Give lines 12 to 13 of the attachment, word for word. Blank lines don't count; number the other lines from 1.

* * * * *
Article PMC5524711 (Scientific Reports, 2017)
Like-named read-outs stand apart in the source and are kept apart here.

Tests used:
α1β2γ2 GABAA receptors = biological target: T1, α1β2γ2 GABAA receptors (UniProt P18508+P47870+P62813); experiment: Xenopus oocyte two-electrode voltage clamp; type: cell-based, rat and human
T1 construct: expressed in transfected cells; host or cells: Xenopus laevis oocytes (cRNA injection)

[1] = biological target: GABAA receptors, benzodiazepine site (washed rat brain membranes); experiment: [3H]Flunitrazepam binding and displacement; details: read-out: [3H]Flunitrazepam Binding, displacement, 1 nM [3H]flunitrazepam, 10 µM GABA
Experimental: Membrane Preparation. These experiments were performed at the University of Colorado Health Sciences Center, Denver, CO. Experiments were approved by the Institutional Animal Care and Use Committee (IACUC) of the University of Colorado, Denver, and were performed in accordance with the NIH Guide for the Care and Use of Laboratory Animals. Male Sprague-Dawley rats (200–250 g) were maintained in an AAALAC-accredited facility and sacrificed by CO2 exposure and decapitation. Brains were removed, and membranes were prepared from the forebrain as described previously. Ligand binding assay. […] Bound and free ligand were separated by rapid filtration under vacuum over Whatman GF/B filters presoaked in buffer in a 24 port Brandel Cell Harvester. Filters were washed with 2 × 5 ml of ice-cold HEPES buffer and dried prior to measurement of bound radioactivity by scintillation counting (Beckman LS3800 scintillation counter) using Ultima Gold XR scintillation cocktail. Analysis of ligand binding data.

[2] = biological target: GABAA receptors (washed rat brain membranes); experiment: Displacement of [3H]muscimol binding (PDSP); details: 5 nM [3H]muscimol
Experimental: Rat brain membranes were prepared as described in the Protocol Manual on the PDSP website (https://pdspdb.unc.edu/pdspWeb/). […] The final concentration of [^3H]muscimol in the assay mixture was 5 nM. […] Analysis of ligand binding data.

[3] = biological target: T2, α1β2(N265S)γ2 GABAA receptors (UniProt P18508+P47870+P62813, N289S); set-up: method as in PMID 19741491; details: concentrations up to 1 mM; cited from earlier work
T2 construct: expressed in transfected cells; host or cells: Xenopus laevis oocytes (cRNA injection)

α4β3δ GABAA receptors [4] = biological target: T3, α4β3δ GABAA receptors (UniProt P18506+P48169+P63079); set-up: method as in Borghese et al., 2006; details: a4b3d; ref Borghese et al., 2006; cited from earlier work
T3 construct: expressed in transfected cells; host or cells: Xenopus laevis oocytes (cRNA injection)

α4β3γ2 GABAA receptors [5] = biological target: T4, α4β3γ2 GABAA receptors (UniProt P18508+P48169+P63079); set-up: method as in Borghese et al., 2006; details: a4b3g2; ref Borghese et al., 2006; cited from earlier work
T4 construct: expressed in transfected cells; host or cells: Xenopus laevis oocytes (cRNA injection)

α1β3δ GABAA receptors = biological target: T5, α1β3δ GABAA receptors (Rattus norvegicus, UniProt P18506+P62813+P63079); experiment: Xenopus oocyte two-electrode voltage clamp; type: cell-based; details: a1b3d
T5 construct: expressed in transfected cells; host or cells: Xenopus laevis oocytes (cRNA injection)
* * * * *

α4β3δ GABAA receptors [4] = biological target: T3, α4β3δ GABAA receptors (UniProt P18506+P48169+P63079); set-up: method as in Borghese et al., 2006; details: a4b3d; ref Borghese et al., 2006; cited from earlier work
T3 construct: expressed in transfected cells; host or cells: Xenopus laevis oocytes (cRNA injection)